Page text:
Founder of Tasmania
Lieutenant, Royal Navy. (1780-1827)
A publication has been written by Mr Reg. A.Watson entitled, "John Bowen and the Founding of Tasmania" and was released 13th September 2003 at a formal dinner to coincide with the 200th year of Bowen's settlement. It is available posted within Australia for $20. Contact: firstname.lastname@example.org Trade inquiries welcomed.
The Bowen Lecture delivered by Reg A Watson on the 210th Aniversary of the Bowen Settlement at Risdon Cove audio is available and provides a concise history of the founding of Tasmania.
New DVD: "The disgrace of Risdon Cove" Produced by the Bowen Association. The title explains it all. A thought-provoking and disturbing account of the way governments now treat valuable historic sites. $25.
September 12, 2003 was the 200th birthday of the State of Tasmania. Lieutenant John Bowen, Royal Navy established the first-ever British settlement of Tasmania. He arrived with 48 settlers aboard the vessels, Lady Nelson and Albion, at Risdon Cove, situated on the River Derwent in southern Tasmania, on September 12, 1803.
Faced with hardships such as poor soil and low rainfall, the site was badly chosen. This, however, was not Bowen�s fault, as Governor Philip Gidley King in Sydney, who was influenced by the explorations of Bass and Flinders and Lieutenant John Hayes, directed him to the site.
With the arrival of Captain David Collins in February 1804, the site for a permanent settlement was moved from Risdon Cove to Sullivan's Cove (the present site of Hobart). John Bowen left Tasmania (then called Van Diemen's Land) somewhat disillusioned with how he had been treated by officialdom. He was never to return. Descendants of Bowen and his lady friend, Martha Hayes, still live on the Island State today.
John Bowen can be justified in being described as the �Founder of Tasmania. Although Tasmania was discovered back in November 1642 by Dutchman, Abel Janszoon Tasman, it was not until 161 years later, that the British settled the island in fear that the French would do likewise.
The important historical site of Risdon Cove, where Bowen settled in 1803, was given by the Ray Groom Liberal Government in 1995 to the Tasmanian Aboriginal Lands Council (TALC). It is the second oldest settlement in Australia, and the only historical site which remains much as it was two hundred years ago. Therefore it should be preserved for all Tasmanians. A memorial to Bowen and to those who settled with him in 1803 was erected at Risdon Cove in 1904 and is still there, but just about everything else pertaining to Bowen has been removed and/or neglected. The memorial was vandalised at the hand-over in 1996.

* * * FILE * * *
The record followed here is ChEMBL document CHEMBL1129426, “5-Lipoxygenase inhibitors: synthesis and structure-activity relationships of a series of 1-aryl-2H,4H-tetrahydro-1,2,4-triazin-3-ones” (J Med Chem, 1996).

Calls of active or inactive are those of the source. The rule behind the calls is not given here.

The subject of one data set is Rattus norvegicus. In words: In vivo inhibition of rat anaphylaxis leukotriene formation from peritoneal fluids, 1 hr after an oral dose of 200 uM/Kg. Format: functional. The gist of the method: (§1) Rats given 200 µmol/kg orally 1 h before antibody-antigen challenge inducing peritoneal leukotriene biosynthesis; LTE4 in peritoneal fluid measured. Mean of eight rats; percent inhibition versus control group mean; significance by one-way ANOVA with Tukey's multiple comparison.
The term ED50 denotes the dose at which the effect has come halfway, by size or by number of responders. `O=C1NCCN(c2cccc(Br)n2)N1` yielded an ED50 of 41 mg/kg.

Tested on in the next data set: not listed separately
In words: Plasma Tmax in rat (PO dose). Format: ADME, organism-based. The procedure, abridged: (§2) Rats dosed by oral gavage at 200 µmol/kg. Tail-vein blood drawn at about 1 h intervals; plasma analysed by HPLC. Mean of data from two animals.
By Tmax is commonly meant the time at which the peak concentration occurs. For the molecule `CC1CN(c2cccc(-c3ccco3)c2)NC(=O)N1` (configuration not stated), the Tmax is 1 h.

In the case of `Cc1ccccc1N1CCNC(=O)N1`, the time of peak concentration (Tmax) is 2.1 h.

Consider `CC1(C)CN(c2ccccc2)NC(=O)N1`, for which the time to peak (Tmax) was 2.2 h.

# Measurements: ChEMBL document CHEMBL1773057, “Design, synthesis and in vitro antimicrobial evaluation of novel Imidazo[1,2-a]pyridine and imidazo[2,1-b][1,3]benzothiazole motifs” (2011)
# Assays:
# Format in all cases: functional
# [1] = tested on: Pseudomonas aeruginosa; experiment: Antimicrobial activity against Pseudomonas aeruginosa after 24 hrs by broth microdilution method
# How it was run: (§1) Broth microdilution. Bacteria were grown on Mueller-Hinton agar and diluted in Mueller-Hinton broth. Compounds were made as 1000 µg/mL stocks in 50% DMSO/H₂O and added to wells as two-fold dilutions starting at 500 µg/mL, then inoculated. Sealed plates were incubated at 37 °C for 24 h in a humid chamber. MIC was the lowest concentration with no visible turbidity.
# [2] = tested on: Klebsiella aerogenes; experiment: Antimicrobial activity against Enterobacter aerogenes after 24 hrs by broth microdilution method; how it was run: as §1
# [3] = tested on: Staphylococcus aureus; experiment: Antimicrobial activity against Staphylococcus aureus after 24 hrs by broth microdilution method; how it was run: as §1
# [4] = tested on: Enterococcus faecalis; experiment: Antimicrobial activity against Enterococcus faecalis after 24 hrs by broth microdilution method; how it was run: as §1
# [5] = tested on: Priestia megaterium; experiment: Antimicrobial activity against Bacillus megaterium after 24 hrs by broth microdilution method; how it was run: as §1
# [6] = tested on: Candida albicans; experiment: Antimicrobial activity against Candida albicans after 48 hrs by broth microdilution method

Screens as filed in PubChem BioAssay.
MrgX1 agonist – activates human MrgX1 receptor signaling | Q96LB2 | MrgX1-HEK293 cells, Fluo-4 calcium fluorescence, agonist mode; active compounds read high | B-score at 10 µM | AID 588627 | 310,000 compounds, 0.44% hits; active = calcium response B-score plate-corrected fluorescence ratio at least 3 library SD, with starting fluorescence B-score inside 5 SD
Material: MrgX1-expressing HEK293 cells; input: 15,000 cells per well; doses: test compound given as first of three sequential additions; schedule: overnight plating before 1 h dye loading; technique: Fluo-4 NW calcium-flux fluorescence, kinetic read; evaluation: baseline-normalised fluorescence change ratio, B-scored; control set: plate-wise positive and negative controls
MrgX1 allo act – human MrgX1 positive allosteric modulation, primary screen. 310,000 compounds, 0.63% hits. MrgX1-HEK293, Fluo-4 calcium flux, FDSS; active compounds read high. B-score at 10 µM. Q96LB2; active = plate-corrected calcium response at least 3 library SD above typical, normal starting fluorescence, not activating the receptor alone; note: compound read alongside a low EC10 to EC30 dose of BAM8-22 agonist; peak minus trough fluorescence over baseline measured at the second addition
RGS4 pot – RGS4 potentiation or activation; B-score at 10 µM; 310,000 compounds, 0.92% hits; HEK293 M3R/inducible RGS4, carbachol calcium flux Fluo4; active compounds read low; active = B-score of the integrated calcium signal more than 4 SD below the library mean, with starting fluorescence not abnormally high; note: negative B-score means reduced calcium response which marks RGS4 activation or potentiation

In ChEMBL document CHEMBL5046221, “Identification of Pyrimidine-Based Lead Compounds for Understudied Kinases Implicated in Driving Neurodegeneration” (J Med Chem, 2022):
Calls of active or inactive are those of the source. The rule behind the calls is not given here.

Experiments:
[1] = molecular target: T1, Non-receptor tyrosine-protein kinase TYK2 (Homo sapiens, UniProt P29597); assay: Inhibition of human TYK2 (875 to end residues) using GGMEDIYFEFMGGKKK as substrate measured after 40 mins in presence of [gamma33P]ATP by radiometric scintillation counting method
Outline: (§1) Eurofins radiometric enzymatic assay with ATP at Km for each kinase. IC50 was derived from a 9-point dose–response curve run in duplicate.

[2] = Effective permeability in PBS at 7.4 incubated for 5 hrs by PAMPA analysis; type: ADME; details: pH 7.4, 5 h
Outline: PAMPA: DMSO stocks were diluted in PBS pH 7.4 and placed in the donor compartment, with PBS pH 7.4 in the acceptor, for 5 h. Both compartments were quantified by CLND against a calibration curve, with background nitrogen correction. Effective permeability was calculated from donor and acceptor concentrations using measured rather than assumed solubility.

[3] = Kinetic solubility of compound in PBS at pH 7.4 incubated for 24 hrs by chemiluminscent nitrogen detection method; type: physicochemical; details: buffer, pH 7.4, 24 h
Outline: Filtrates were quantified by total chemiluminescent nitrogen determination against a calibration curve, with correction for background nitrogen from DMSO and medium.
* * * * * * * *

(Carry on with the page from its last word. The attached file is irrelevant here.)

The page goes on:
As a consequence, Tasmanian historian and author Reg. A. Watson, together with friends, developed a site dedicated to Bowen and the early settlers. Called The Bowen Commemorative Historical Site it was launched on September 14th 2002 and is located at Cosy Cabins, East Derwent Highway, Bowen Park, Tasmania, 7015. Two rooms named after Bowen's ships, The Lady Nelson and the Albion, were put aside to display documented material pertaining to Bowen, David Collins, and Lt-Col William Patterson. Bronze plaques, an audio narrative, flagpoles, and other items are included in the Centre, and are available for inspection to the public.
Mr Watson stresses that it is important that the efforts of Bowen and the early settlers are not forgotten.
His contribution, not only to Tasmania's history, but to the nation of Australia, is profound, but I feel, for political purposes he is being neglected by officialdom. Therefore it is important for private individuals, children and groups to continually recognise Bowen for future generations, said Mr Watson.
As the State TASMANIAN Government chose not to celebrate Bowen's arrival because of political considerations, the BOWEN COMMEMORATIVE HISTORICAL SITE took on the challenge. Saturday 13th September saw a formal dinner to celebrate the 200th anniversary of the British settlement of Tasmania and the coming of Bowen and the early settlers. Hon Michael Hodgman MHA, QC was guest speaker, while Sydney academic and author, Keith Windschuttle did the honours in launching Mr Watson's book. The following day (Sept 14th) saw a church service held at the Rokeby Presbyterian Church, in memory of Bowen and in celebration of the 200th anniversary of the British settlement.
To commemorate the 210th anniversary in the year 2013, Reg Watson gave a lecture on John Bowen and Risdon Cove to a well attended lecture. His Bowen book was republished for the 210th anniversary.
In 1995 and again in 2004 and in 2005 Bowen's historical Memorial was vandalised, by members of the TALC. The Tasmanian Government has refused to guarantee protection or promotion of Risdon Cove and of the Bowen Memorial, even to the point of refusing to erect an inconspicuous sign directing visitors to the site. The fights continues into the year 2013. Mr Reg Watson, in co-operation with fellow concerned burgesses, has mounted a campaign to correct this submissive attitude to political correctness. Recent approaches to the Tasmanian Historic Commission (THC) are continuing, but so far little has been achieved with the THC
The Bowen Memorial.
First Marines arrive at Risdon Cove Sept 1803
The marines at the first settlement of Tasmania, Risdon Cove, protecting settlers.